Monday, January 4, 2010

4 January, 1911

I am writing before turning in after not having slept for 48 hours.

At last we have a home! It has been christened Cape Evans after our second in command, and it already boasts a small village living on its shores consisting of a large green tent housing the hut-building party, the dogs, Demitri and Meares to look after the dogs, the ponies, picketed in a line on the snow, Oates and Anton in a tent of their own to look after them, eight day's food and supplies for the men, food and forage for the animals, most of the timber for our hut, and two motor sledges.

There is snoring all around me as weary men rest after 17 hour's straight of unloading the ship and hauling large loads 1.5 miles to the shore over the sea ice where the Terra Nova is moored and back. I reckon each party made about ten round trips today.

We sailed around to Cape Royds and saw Shackleton's old hut, but the sea ice prevented us from going further. After a council was held on our options, we decided to head back for a spot we had named "The Skuary" in the Discovery days (now named Cape Evans). The beach consists of a kind of course sand of volcanic agglomerate from Mount Erebus, which sits in all her glory behind us. It is a good spot, flanked by hills, with snow for fresh water. Importantly, we should not be cut off from the Barrier by too great an obstacle, as the ice on either side of the glacier tongue which separates us from Cape Armitage can be scouted for firmness when required.

After many frowns fortune has treated us to the kindest smile–for twenty-four hours we have had a calm with brilliant sunshine. Such weather in such a place comes nearer to satisfying my ideal of perfection than any condition that I have ever experienced. The warm glow of the sun with the keen invigorating cold of the air forms a combination which is inexpressibly health-giving and satisfying to me, whilst the golden light on this wonderful scene of mountain and ice satisfies every claim of scenic magnificence. No words of mine can convey the impressiveness of the wonderful panorama displayed to our eyes. Ponting is enraptured and uses expressions which in anyone else and alluding to any other subject might be deemed extravagant.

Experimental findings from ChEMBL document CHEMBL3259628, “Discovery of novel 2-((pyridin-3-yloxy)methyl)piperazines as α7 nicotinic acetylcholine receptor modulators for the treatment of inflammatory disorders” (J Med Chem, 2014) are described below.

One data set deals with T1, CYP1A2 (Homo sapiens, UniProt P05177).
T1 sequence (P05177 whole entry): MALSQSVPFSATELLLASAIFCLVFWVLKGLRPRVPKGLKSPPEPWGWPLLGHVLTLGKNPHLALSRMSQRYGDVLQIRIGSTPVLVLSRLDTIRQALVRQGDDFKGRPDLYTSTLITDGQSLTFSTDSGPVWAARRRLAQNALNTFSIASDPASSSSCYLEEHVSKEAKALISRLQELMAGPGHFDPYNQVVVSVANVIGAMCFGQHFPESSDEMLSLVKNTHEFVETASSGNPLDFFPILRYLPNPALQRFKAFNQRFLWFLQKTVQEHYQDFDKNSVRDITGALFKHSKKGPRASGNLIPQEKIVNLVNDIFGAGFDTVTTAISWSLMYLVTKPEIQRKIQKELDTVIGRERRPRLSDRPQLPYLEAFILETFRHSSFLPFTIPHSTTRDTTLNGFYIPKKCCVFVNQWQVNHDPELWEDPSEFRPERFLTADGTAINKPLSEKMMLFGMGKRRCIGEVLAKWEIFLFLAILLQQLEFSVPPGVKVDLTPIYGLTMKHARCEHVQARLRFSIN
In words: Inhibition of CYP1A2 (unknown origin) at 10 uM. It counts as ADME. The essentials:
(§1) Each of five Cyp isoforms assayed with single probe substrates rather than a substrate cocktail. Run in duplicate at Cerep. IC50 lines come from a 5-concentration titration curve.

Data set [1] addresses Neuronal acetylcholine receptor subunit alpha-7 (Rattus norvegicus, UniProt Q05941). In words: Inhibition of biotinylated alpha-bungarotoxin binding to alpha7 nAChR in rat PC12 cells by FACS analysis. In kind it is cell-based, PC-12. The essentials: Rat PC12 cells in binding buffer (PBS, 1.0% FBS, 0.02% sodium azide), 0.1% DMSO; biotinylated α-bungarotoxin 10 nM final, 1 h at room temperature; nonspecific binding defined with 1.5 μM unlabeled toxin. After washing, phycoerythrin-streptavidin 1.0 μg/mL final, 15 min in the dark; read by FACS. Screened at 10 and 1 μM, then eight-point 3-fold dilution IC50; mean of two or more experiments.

I'm glad he's bucked up because he was dreadfully down in the mouth about my not letting him take a boat out to see the penguins at Cape Crozier. He muttered on about having come a third of the way around the globe especially to see the Great Ice Barrier of which I had told him much about in London and now he was being whisked away from it without the chance to ply his trade etc etc.

The first thing we did upon securing ourselves to the ice edge was unload two of the motor sledges, which Day and Nelson had up and running in no time. They hold great promise.

Next came the ponies, persuaded by Oates with all his might into the box rigged to a pulley on the yardarm, or simply lifted into it by the sailors. I cannot express my relief when the whole seventeen were safely picketed on the floe. Poor brutes, how they must have enjoyed their first roll, and how glad they must be to have freedom to scratch themselves! It is evident all have suffered from skin irritation -- one can imagine the horror of suffering from such an ill for weeks without being able to get at the part that itched.

The dogs are having a field day with the penguins, who, having never known a predator on land, approach them curiously and meet their end. There is a spring, a squawk, a horrid red patch on the snow, and the incident is closed. Nothing can stop these silly birds. The skuas like it though, as it's an easy meal for them.

Shackleton lost four of his ponies within a month because he'd picketed them in such a place they could eat sand. I expect they liked the salt on them.

I have to turn in -- can hardly keep my eyes open. I hope to dream happily now that Fortune smiles on us at last.

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